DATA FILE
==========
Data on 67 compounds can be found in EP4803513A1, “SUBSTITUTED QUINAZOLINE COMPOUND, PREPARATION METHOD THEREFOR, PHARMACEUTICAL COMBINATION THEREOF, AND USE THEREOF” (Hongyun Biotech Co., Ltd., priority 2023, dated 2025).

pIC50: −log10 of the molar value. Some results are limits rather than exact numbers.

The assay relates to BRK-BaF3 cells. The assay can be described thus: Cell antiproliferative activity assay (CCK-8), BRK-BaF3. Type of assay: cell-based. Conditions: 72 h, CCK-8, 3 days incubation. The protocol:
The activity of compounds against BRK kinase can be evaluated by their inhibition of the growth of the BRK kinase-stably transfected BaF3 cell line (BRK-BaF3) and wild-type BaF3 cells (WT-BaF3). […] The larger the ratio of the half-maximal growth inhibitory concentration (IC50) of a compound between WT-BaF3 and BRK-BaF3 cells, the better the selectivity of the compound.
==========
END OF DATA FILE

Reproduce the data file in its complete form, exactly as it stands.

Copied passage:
Data on 67 compounds can be found in EP4803513A1, “SUBSTITUTED QUINAZOLINE COMPOUND, PREPARATION METHOD THEREFOR, PHARMACEUTICAL COMBINATION THEREOF, AND USE THEREOF” (Hongyun Biotech Co., Ltd., priority 2023, dated 2025).

pIC50: −log10 of the molar value. Some results are limits rather than exact numbers.

The assay relates to BRK-BaF3 cells. The assay can be described thus: Cell antiproliferative activity assay (CCK-8), BRK-BaF3. Type of assay: cell-based. Conditions: 72 h, CCK-8, 3 days incubation. The protocol:
The activity of compounds against BRK kinase can be evaluated by their inhibition of the growth of the BRK kinase-stably transfected BaF3 cell line (BRK-BaF3) and wild-type BaF3 cells (WT-BaF3). […] The larger the ratio of the half-maximal growth inhibitory concentration (IC50) of a compound between WT-BaF3 and BRK-BaF3 cells, the better the selectivity of the compound.